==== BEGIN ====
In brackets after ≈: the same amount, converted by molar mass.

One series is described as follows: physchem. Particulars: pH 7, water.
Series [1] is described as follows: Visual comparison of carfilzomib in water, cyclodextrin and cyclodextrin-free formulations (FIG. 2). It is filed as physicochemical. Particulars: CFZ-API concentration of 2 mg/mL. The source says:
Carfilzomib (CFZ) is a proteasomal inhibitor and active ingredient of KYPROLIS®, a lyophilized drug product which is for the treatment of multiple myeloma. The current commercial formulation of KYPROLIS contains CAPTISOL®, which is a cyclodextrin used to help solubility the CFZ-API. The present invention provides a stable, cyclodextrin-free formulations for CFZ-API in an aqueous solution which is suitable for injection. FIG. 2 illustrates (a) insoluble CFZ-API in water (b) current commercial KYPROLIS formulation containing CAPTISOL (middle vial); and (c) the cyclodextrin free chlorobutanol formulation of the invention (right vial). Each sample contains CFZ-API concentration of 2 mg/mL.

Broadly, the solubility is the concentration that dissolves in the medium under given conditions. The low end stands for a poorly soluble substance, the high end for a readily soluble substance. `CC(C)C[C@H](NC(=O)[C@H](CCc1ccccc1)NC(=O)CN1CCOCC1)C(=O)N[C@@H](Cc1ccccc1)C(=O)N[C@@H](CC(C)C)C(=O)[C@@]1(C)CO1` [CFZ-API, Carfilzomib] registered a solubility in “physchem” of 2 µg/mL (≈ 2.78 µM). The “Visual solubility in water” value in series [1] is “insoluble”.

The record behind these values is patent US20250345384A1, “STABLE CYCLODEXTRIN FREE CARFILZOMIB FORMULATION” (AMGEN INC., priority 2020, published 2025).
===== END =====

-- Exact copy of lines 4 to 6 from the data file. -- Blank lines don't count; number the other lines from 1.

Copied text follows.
Carfilzomib (CFZ) is a proteasomal inhibitor and active ingredient of KYPROLIS®, a lyophilized drug product which is for the treatment of multiple myeloma. The current commercial formulation of KYPROLIS contains CAPTISOL®, which is a cyclodextrin used to help solubility the CFZ-API. The present invention provides a stable, cyclodextrin-free formulations for CFZ-API in an aqueous solution which is suitable for injection. FIG. 2 illustrates (a) insoluble CFZ-API in water (b) current commercial KYPROLIS formulation containing CAPTISOL (middle vial); and (c) the cyclodextrin free chlorobutanol formulation of the invention (right vial). Each sample contains CFZ-API concentration of 2 mg/mL.

Broadly, the solubility is the concentration that dissolves in the medium under given conditions. The low end stands for a poorly soluble substance, the high end for a readily soluble substance. `CC(C)C[C@H](NC(=O)[C@H](CCc1ccccc1)NC(=O)CN1CCOCC1)C(=O)N[C@@H](Cc1ccccc1)C(=O)N[C@@H](CC(C)C)C(=O)[C@@]1(C)CO1` [CFZ-API, Carfilzomib] registered a solubility in “physchem” of 2 µg/mL (≈ 2.78 µM). The “Visual solubility in water” value in series [1] is “insoluble”.

The record behind these values is patent US20250345384A1, “STABLE CYCLODEXTRIN FREE CARFILZOMIB FORMULATION” (AMGEN INC., priority 2020, published 2025).